In the lead-up to the 2020 presidential election, people in California and across the country are debating tax policy, especially the level of taxation imposed on people in the highest tax bracket. At the same time, some wealthy people are considering options that would allow them to retain a greater share of their income. One of these potential options is “strategic divorce,” which is when an otherwise happy couple divorces in order to take advantage of a taxation gap between the highest bracket at 37% for two single people paying separately as opposed to one married couple.
In most cases, wealthy couples are unlikely to choose divorce to save on their income tax bills, especially since the cost of dividing marital property and other divorce matters is easily likely to exceed the tax savings, even for amicable couples. However, people of more modest means may be prompted to think about strategic divorce to address more desperate concerns. Parents who want to help their children pay for college in an era of rising university tuition and fees may want to divorce to take advantage of a difference in how financial aid is provided.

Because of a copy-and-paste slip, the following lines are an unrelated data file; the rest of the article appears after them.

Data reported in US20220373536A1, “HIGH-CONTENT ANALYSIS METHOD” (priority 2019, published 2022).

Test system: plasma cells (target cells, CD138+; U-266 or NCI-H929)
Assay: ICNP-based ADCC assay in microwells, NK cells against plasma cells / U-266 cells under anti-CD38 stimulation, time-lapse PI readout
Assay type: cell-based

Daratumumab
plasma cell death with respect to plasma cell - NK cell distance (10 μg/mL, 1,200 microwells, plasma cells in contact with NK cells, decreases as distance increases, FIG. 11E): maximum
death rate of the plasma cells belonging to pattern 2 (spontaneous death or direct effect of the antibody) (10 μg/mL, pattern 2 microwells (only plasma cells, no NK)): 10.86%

Financial aid assessments are based on the custodial parent’s income alone. Therefore, couples who may find themselves ineligible for some forms of aid may want to divorce to establish the lower earner as the custodial parent, giving their children a leg up before their financial aid eligibility is determined. Other families may think about strategic divorce for Medicaid eligibility, especially for long-term nursing care for a person with dementia or another terminal illness.
Of course, there are complex financial consequences that can accompany any divorce. A family law attorney may provide advice on property division, spousal support and other legal matters while working to help divorcing spouses reach a fair settlement.